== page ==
Think about it. They have the dinero and organizational structure to make serious progress on the areas that many "community" distros are struggling with (GUI for lusers, etc). They're experts at making things look attractive to customers. Red Hat has a few years on them, but once Microsoft got up to speed, they could quickly catch up. They could leverage their vendor relationships and brand name ("Your customers want Linux? We can give you MS Linux!").

    I know it's hard to avoid thinking that this would just be a ploy and MS would pull a bait-and-switch later, but I'm afraid that they wouldn't. If they can remake their corporate image at the same time by "playing nice," the may not be doomed as we might hope.

    I'm not pro-MS. I'm not flamebait-ing. I'm 95% sure that MS is too stuck in their mindset to ever go this route, but I can't help but wonder about the possibility.

    Damon

    Work as if you don't need the money,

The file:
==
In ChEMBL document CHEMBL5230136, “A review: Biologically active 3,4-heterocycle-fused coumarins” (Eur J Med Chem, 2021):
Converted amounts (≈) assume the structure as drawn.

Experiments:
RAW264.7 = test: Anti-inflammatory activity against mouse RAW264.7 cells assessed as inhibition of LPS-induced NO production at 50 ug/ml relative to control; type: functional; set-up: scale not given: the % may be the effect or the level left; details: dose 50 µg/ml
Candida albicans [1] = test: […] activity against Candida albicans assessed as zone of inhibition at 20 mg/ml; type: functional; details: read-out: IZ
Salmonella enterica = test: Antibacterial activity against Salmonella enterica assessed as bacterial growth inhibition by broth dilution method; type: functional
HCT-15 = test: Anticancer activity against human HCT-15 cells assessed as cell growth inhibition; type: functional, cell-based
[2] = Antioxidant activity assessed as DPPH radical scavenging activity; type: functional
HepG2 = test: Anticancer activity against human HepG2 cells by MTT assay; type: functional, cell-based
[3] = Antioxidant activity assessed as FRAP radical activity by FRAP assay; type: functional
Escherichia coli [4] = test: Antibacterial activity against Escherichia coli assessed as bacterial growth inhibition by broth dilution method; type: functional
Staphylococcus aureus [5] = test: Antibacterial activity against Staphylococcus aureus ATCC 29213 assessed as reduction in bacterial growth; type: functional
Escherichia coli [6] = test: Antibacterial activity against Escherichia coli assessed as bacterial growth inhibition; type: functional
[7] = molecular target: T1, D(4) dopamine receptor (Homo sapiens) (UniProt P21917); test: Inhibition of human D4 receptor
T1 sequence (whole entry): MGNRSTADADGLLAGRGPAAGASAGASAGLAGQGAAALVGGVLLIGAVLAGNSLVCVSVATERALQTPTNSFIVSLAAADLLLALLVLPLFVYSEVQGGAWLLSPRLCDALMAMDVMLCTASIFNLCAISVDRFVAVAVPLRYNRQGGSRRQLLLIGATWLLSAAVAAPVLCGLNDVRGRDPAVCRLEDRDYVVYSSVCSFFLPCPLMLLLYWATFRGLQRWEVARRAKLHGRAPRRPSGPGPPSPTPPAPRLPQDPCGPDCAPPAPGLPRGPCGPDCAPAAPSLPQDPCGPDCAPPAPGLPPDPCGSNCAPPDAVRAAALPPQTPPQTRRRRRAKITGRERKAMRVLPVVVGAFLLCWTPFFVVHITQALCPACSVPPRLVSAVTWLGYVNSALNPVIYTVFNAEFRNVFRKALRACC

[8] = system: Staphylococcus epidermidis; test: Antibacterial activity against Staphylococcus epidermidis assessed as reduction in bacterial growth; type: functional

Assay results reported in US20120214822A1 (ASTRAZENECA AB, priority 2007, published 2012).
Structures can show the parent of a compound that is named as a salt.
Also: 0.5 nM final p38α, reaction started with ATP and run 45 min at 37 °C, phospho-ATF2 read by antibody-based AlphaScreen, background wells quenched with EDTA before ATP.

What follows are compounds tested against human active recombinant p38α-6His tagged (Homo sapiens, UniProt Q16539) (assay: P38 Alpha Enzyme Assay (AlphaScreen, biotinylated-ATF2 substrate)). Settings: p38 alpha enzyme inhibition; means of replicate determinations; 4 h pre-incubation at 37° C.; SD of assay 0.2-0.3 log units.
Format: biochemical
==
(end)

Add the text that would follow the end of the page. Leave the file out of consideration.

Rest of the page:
Love as if you've never been hurt, and
    Dance as if no one's watching.
  • by Glowing Fish ( 155236 ) on Saturday May 20, 2000 @09:09AM (#1059538) Homepage

    Probably most of you are old enough to remember thefall of cuommunism...how the monolithic beast that was the bogey man of the 2nd half of the 20th century fell in a week (or so it seems). Once one country rebelled, everyone saw that there was nothing behind communism and it fell in a week.

    As long as Slashdot continues to stand up to Micro$oft, it will enable everyone to stand up to them. So keep up with it.

  • by Captn Pepe ( 139650 ) on Saturday May 20, 2000 @06:25AM (#1059539)